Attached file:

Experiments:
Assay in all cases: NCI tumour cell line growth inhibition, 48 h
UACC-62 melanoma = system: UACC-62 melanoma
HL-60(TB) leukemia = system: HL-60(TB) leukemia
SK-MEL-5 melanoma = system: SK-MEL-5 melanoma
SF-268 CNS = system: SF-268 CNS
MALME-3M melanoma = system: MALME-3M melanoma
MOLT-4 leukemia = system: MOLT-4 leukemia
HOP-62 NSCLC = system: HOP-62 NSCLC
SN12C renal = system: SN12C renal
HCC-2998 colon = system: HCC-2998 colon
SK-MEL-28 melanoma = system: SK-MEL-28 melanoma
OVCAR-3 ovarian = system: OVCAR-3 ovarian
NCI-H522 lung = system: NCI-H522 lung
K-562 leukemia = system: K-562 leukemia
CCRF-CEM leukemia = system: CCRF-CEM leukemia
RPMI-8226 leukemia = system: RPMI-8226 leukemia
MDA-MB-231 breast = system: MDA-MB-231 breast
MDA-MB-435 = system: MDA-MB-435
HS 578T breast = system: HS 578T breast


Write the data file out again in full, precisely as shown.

Experiments:
Assay in all cases: NCI tumour cell line growth inhibition, 48 h
UACC-62 melanoma = system: UACC-62 melanoma
HL-60(TB) leukemia = system: HL-60(TB) leukemia
SK-MEL-5 melanoma = system: SK-MEL-5 melanoma
SF-268 CNS = system: SF-268 CNS
MALME-3M melanoma = system: MALME-3M melanoma
MOLT-4 leukemia = system: MOLT-4 leukemia
HOP-62 NSCLC = system: HOP-62 NSCLC
SN12C renal = system: SN12C renal
HCC-2998 colon = system: HCC-2998 colon
SK-MEL-28 melanoma = system: SK-MEL-28 melanoma
OVCAR-3 ovarian = system: OVCAR-3 ovarian
NCI-H522 lung = system: NCI-H522 lung
K-562 leukemia = system: K-562 leukemia
CCRF-CEM leukemia = system: CCRF-CEM leukemia
RPMI-8226 leukemia = system: RPMI-8226 leukemia
MDA-MB-231 breast = system: MDA-MB-231 breast
MDA-MB-435 = system: MDA-MB-435
HS 578T breast = system: HS 578T breast